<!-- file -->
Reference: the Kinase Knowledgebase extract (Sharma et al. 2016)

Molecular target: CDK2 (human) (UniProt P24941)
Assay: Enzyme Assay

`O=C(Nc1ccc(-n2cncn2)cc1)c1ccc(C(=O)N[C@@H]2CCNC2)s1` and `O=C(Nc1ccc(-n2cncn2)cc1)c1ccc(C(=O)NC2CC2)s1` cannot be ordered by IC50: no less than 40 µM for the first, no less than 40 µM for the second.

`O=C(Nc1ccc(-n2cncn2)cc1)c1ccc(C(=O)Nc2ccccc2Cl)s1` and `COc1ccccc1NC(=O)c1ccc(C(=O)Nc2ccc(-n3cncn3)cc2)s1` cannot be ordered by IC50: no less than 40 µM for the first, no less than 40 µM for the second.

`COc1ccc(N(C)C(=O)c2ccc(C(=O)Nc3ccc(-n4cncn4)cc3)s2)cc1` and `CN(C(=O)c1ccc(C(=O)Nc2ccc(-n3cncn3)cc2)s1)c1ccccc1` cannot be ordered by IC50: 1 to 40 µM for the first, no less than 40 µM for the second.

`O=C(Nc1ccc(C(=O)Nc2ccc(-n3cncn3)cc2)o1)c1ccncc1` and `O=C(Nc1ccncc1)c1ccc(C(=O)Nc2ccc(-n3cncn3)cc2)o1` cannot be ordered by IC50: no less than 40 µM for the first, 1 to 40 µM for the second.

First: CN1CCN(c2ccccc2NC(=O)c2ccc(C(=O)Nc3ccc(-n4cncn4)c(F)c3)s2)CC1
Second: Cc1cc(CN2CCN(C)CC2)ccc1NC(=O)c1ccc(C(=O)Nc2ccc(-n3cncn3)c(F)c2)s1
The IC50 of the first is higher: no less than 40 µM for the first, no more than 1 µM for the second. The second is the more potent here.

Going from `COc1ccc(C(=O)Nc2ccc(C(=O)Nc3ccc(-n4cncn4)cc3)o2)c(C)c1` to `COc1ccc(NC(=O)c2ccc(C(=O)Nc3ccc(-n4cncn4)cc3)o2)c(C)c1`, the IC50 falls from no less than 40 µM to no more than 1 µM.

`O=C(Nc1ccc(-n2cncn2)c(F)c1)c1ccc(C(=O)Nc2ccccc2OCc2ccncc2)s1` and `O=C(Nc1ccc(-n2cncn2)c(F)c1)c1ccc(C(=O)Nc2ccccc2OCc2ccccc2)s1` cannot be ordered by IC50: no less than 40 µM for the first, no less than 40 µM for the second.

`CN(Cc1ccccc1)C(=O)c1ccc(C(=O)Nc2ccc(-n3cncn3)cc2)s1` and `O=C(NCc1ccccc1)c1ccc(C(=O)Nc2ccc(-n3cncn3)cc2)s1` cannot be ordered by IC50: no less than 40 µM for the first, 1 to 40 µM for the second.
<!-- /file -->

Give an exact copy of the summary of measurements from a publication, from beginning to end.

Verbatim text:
Reference: the Kinase Knowledgebase extract (Sharma et al. 2016)

Molecular target: CDK2 (human) (UniProt P24941)
Assay: Enzyme Assay

`O=C(Nc1ccc(-n2cncn2)cc1)c1ccc(C(=O)N[C@@H]2CCNC2)s1` and `O=C(Nc1ccc(-n2cncn2)cc1)c1ccc(C(=O)NC2CC2)s1` cannot be ordered by IC50: no less than 40 µM for the first, no less than 40 µM for the second.

`O=C(Nc1ccc(-n2cncn2)cc1)c1ccc(C(=O)Nc2ccccc2Cl)s1` and `COc1ccccc1NC(=O)c1ccc(C(=O)Nc2ccc(-n3cncn3)cc2)s1` cannot be ordered by IC50: no less than 40 µM for the first, no less than 40 µM for the second.

`COc1ccc(N(C)C(=O)c2ccc(C(=O)Nc3ccc(-n4cncn4)cc3)s2)cc1` and `CN(C(=O)c1ccc(C(=O)Nc2ccc(-n3cncn3)cc2)s1)c1ccccc1` cannot be ordered by IC50: 1 to 40 µM for the first, no less than 40 µM for the second.

`O=C(Nc1ccc(C(=O)Nc2ccc(-n3cncn3)cc2)o1)c1ccncc1` and `O=C(Nc1ccncc1)c1ccc(C(=O)Nc2ccc(-n3cncn3)cc2)o1` cannot be ordered by IC50: no less than 40 µM for the first, 1 to 40 µM for the second.

First: CN1CCN(c2ccccc2NC(=O)c2ccc(C(=O)Nc3ccc(-n4cncn4)c(F)c3)s2)CC1
Second: Cc1cc(CN2CCN(C)CC2)ccc1NC(=O)c1ccc(C(=O)Nc2ccc(-n3cncn3)c(F)c2)s1
The IC50 of the first is higher: no less than 40 µM for the first, no more than 1 µM for the second. The second is the more potent here.

Going from `COc1ccc(C(=O)Nc2ccc(C(=O)Nc3ccc(-n4cncn4)cc3)o2)c(C)c1` to `COc1ccc(NC(=O)c2ccc(C(=O)Nc3ccc(-n4cncn4)cc3)o2)c(C)c1`, the IC50 falls from no less than 40 µM to no more than 1 µM.

`O=C(Nc1ccc(-n2cncn2)c(F)c1)c1ccc(C(=O)Nc2ccccc2OCc2ccncc2)s1` and `O=C(Nc1ccc(-n2cncn2)c(F)c1)c1ccc(C(=O)Nc2ccccc2OCc2ccccc2)s1` cannot be ordered by IC50: no less than 40 µM for the first, no less than 40 µM for the second.

`CN(Cc1ccccc1)C(=O)c1ccc(C(=O)Nc2ccc(-n3cncn3)cc2)s1` and `O=C(NCc1ccccc1)c1ccc(C(=O)Nc2ccc(-n3cncn3)cc2)s1` cannot be ordered by IC50: no less than 40 µM for the first, 1 to 40 µM for the second.